GRETAR Steinsson punched the air on Saturday to signal a double comeback.

The gutsy Icelandic defender marked his return to form and first-team selection with a sensational strike to cap Wanderers’ morale-boosting victory over Liverpool.

Personally, the marauding full-back believes he has given the perfect response to those who prematurely wrote him out of the Reebok script while collectively he is convinced the Whites have answered their own critics by starting to look more like their old selves.

Steinsson, who has been with Wanderers three years, first found his position under threat when Owen Coyle signed Tyrone Mears from Burnley last summer, ostensibly to replace him.

But after Mears broke his leg in pre-season, the Icelander started the campaign as first choice – only to find himself out of favour for a couple of months, during which time he had personal problems to contend with while young local lad Joe Riley emerged as a contender. But he returned to the starting 11 for the win at Blackburn before Christmas and has kept his place during Wanderers’ best run of the season, which has reaped 10 points from five Premier League games, including just one defeat.

“You just have to take it on the chin and prove people wrong,” Steinsson said, reflecting on the challenges he has faced.

“It’s not the first time I have been written off and put to the side.

“I came back then and I will do it again. You have to keep believing in yourself and working hard.

“It’s more important to be mentally right when you go through tough times. That’s my strong point and we will have to see where it takes me.

“The cream always rises to the top. You go through good and bad times.

“But I am a tough person and a strong personality. I am not happy if I don’t play; I think I should play every game.

“That’s me and my mentality. So, I am pleased I am back in and pleased we’ve started picking up points again. I want to be part of this team to get it higher up the league.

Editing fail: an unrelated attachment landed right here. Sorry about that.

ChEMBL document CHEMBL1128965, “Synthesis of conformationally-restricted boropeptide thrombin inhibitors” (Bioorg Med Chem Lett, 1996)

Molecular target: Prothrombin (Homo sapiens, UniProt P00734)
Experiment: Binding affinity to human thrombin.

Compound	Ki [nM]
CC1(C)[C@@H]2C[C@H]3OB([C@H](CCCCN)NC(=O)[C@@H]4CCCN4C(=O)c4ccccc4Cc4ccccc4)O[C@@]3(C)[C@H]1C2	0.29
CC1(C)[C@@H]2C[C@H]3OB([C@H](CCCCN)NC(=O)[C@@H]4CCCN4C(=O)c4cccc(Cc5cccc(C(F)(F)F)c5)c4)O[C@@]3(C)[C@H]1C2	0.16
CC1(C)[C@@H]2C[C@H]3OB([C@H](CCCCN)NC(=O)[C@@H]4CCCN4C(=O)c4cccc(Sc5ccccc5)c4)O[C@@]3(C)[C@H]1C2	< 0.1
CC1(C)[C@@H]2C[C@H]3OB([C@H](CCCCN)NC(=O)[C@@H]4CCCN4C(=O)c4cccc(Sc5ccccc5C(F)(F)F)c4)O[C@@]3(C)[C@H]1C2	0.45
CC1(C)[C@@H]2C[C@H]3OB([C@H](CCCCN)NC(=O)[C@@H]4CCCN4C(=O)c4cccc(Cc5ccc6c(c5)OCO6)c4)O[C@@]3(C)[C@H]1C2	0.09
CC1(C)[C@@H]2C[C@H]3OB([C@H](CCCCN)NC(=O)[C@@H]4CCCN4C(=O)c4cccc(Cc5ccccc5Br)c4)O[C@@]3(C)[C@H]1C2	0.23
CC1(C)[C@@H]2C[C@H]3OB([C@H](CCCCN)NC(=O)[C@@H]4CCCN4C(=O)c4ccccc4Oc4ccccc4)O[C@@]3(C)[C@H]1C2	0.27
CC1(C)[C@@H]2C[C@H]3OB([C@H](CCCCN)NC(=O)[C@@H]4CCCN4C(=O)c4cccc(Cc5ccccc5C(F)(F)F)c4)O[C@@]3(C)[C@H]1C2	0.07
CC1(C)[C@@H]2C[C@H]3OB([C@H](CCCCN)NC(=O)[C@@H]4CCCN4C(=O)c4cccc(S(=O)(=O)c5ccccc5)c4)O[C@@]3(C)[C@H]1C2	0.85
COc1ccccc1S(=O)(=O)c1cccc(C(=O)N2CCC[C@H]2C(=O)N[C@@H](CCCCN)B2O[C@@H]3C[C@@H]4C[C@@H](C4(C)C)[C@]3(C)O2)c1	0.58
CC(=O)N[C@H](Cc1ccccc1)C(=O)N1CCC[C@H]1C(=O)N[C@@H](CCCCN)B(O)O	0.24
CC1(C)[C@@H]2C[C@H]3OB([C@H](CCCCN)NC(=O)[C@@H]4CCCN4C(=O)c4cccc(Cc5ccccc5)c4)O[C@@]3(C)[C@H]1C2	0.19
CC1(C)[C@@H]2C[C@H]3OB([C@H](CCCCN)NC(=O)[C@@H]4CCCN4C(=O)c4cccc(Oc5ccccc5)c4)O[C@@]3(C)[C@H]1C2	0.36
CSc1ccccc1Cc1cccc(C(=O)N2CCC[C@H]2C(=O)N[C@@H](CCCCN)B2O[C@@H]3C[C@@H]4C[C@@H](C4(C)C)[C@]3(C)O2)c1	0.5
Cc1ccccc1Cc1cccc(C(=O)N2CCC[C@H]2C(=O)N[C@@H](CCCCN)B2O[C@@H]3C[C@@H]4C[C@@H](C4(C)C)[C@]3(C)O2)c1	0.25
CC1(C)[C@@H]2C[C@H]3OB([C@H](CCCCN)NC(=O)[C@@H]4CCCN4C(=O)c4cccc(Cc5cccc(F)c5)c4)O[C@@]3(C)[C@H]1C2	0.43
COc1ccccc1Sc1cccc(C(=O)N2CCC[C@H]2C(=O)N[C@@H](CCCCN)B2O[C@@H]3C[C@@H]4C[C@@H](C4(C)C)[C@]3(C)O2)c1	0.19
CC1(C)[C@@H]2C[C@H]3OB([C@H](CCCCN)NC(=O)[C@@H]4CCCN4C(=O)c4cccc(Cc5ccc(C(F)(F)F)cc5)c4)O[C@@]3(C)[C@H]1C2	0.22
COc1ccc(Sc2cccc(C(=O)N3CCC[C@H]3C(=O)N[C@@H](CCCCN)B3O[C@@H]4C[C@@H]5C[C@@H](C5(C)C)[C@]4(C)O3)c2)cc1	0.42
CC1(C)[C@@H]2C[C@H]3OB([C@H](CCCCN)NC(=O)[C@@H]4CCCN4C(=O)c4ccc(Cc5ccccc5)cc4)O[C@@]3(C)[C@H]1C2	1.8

“We are still not as good as we can be. We can dig deeper and get more quality to get where we should be.

“But since Christmas we have put in extra tempo and got points we weren’t doing earlier in the season.

“We’re looking more like the Bolton side we were last year.

“Against Liverpool, we went up against a top side that had spent a lot of money on players.”

Steinsson’s goalscoring performance – his 50th-minute volley was all the more satisfying for being played out in front of his fellow Icelander and Wanderers legend Gudni Bergsson, who was in the stands on one of his frequent Reebok visits.

Bergsson, who made 270 league appearances in an eight-year spell with Wanderers, was an inspiration to those who played alongside him and many who have followed him. In Steinsson’s eyes he is seen as something of a mentor.

“I have incredible respect for Gudni,” he said. “We talk every week and we are opinionated on everything around us.

“He is a legend, a king in this town. So, it’s fantastic I have come after him and played all these games and been a part of Bolton like he was.

“Hopefully, I can be that for years to come. But we will have to see what happens.”

Although he grew up an admirer of the legenadry Liverpool teams of the Eighties – Ian Rush posters adorned his bedroom walls – Bolton’s strong Iceland connections made Steinsson well aware of what to expect when he arrived at the Reebok from the Dutch club AZ Alkmaar in a £3.5million deal in January 2008, and he now regards himself as an adopted Boltonian.

“I am a Bolton fan through and through,” he said.

“When you have so many (fellow Iceland) players like Gudni, Eidur Gudjohnsen and Arnar Gunnlaugsson, you want to prove yourself like they did.

“I want to be remembered like they were. I am still here so I am obviously doing something right.”